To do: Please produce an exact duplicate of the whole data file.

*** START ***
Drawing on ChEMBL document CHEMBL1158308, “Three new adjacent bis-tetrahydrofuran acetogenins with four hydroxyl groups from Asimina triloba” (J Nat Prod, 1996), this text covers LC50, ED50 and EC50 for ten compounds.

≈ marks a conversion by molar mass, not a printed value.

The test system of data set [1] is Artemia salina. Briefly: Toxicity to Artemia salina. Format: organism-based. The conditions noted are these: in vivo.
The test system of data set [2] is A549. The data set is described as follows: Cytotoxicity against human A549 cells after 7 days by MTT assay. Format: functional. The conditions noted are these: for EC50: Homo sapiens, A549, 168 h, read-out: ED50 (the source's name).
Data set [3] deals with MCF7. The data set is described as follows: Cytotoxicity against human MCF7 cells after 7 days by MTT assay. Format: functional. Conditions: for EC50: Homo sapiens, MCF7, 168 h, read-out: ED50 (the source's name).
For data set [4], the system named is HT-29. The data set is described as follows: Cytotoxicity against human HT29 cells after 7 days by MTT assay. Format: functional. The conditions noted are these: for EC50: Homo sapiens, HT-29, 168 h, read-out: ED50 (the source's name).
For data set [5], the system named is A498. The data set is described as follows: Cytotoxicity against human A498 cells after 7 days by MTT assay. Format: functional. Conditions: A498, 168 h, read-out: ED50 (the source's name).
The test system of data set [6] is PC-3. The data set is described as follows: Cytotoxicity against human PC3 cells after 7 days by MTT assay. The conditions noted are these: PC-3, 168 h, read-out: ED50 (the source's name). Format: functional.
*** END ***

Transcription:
Drawing on ChEMBL document CHEMBL1158308, “Three new adjacent bis-tetrahydrofuran acetogenins with four hydroxyl groups from Asimina triloba” (J Nat Prod, 1996), this text covers LC50, ED50 and EC50 for ten compounds.

≈ marks a conversion by molar mass, not a printed value.

The test system of data set [1] is Artemia salina. Briefly: Toxicity to Artemia salina. Format: organism-based. The conditions noted are these: in vivo.
The test system of data set [2] is A549. The data set is described as follows: Cytotoxicity against human A549 cells after 7 days by MTT assay. Format: functional. The conditions noted are these: for EC50: Homo sapiens, A549, 168 h, read-out: ED50 (the source's name).
Data set [3] deals with MCF7. The data set is described as follows: Cytotoxicity against human MCF7 cells after 7 days by MTT assay. Format: functional. Conditions: for EC50: Homo sapiens, MCF7, 168 h, read-out: ED50 (the source's name).
For data set [4], the system named is HT-29. The data set is described as follows: Cytotoxicity against human HT29 cells after 7 days by MTT assay. Format: functional. The conditions noted are these: for EC50: Homo sapiens, HT-29, 168 h, read-out: ED50 (the source's name).
For data set [5], the system named is A498. The data set is described as follows: Cytotoxicity against human A498 cells after 7 days by MTT assay. Format: functional. Conditions: A498, 168 h, read-out: ED50 (the source's name).
The test system of data set [6] is PC-3. The data set is described as follows: Cytotoxicity against human PC3 cells after 7 days by MTT assay. The conditions noted are these: PC-3, 168 h, read-out: ED50 (the source's name). Format: functional.